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High-protein Diet Without Meat

By Lori Newell ; Updated July 18, 2017

Your body needs enough protein to function properly; however, most Americans consume more than is needed. A misconception is that eating meat is necessary to get enough protein. However, even the strictest of vegetarians can meet daily protein requirements with some careful planning. If considering switching to a vegetarian diet, check with your healthcare provider first to make sure the diet is well balanced and meets your personal health requirements.

Protein Facts and Requirements

Almost every cell in your body uses proteins that are constantly being broken down. This means that the daily diet must provide enough protein to replace what is used. Proteins are made up of amino acids. Proteins are either complete and contain all of the essential amino acids, or they are incomplete, which means the food source is missing some of the essential amino acids. The Centers for Disease Control and Prevention recommends that teenagers and adults get between 46 and 56 g of protein each day, depending on age and gender. Children should get between 13 and 34 g. Meat sources of food consist of complete proteins, while vegetarian sources tend to be incomplete. However, if enough vegetarian sources of incomplete proteins are consumed, then protein needs may easily be met.


As long as enough incomplete sources of protein are consumed throughout the day, your body will get the protein it needs. It is not necessary to combine different sources of protein in the same meal to make a complete protein, according to the United States Department of Agriculture. A vegetarian diet can be high in protein as long as a wide variety of plant-base sources are consumed. Lacto vegetarians who do not consume animals or eggs but do eat dairy products can meet protein needs by consuming cheese and milk, which contain complete proteins. Vegans consume no animals or products that come from animals; however, they can get protein from beans, nuts, nut butters, peas and soy products such as tofu, tempeh and meat alternatives.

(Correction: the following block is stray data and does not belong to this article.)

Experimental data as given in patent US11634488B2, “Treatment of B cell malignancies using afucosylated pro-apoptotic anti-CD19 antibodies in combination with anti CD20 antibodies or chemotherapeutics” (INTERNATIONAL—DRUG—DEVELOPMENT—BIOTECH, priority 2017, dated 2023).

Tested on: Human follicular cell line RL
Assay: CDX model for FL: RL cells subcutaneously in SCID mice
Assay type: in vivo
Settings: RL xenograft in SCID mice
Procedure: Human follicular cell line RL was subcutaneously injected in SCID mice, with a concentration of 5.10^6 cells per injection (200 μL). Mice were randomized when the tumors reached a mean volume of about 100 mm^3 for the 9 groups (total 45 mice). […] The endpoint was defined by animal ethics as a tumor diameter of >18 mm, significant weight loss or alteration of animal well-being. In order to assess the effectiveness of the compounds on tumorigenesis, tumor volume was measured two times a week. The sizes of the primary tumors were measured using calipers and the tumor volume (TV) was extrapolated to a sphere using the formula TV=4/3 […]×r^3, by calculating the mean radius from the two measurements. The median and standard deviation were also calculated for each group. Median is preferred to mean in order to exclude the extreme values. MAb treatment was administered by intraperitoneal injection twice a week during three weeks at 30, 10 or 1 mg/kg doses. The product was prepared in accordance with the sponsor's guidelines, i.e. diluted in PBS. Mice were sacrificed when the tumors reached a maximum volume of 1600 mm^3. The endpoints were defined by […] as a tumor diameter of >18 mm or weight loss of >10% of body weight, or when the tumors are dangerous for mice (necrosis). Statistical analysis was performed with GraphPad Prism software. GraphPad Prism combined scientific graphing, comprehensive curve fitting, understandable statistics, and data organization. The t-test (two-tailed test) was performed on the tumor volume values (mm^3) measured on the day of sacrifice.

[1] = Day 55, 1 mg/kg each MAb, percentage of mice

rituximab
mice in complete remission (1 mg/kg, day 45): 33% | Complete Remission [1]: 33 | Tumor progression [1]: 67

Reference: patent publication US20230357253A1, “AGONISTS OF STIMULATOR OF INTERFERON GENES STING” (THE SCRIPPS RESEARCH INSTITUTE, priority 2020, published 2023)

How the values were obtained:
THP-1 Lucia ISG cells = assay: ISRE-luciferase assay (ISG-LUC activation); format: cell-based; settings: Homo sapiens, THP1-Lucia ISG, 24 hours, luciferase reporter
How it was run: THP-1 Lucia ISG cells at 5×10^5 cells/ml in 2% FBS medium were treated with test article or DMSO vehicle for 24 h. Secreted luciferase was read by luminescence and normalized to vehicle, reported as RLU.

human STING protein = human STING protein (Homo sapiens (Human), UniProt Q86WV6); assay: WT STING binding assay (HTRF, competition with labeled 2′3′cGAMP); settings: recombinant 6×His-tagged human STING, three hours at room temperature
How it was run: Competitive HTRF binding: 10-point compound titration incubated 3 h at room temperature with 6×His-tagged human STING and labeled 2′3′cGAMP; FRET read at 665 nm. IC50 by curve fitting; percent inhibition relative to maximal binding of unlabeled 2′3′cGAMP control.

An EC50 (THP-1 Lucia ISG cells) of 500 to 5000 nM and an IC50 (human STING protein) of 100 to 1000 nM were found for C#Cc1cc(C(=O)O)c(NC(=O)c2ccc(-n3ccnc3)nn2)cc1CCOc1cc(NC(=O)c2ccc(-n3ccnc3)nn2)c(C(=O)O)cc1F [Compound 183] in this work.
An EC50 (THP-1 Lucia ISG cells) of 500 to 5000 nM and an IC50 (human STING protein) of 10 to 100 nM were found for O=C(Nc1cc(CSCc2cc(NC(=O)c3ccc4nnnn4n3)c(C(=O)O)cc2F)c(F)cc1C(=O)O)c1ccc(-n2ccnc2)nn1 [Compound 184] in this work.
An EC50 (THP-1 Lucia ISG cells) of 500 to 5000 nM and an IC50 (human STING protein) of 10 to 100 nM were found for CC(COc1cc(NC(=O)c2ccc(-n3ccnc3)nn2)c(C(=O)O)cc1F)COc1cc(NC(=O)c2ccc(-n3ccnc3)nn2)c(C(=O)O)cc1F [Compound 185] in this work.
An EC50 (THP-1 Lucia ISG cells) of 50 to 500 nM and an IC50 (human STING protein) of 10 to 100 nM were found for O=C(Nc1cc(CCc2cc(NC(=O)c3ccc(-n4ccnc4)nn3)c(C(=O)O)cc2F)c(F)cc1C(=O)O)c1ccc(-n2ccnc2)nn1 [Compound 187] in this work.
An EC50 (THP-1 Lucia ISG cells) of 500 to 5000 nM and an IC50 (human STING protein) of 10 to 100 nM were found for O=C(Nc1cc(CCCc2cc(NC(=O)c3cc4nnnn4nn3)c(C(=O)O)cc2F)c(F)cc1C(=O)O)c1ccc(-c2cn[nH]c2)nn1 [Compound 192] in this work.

Food Sources

Many vegetarian sources of protein are available. Some vegetables are high in protein, such as artichokes, which contain 6 g of protein per cup; asparagus or broccoli, both having about 5 g per cup; and 1 cup of cooked spinach, which can have 5 to 6 g per cup. All types of beans are high in protein, with most containing between 15 and 20 g per cooked cup. Grains such as buckwheat, bulgur and barley also have close to 20 g per dry cup. For those who do consume dairy products, 1 cup of low-fat cottage cheese or low-fat ricotta cheese contains between 20 and 30 g. Vegans may get up to 10 g per cup of soy milk, 8 g per piece of tofu or between 10 and 13 g per serving of soy yogurt.


Eating a high-protein diet in general does not appear to be harmful to health. However, if a high-protein diet that also restricts carbohydrates is followed for more than a couple of months, health problems can occur. A high-protein diet that is low in fiber can contribute to intestinal problems and raise the risk of heart disease and some forms of cancer. High-protein diets should not be followed by those with kidney or liver diseases, as these conditions may be worsened. In addition, vegetarian sources of protein such as cheese and milk can be high in fat, which raises the risk of cardiovascular disease. The goal is to eat a well-balanced diet that contains enough protein, carbs and healthy fats to provide the body with the nutrients it needs.

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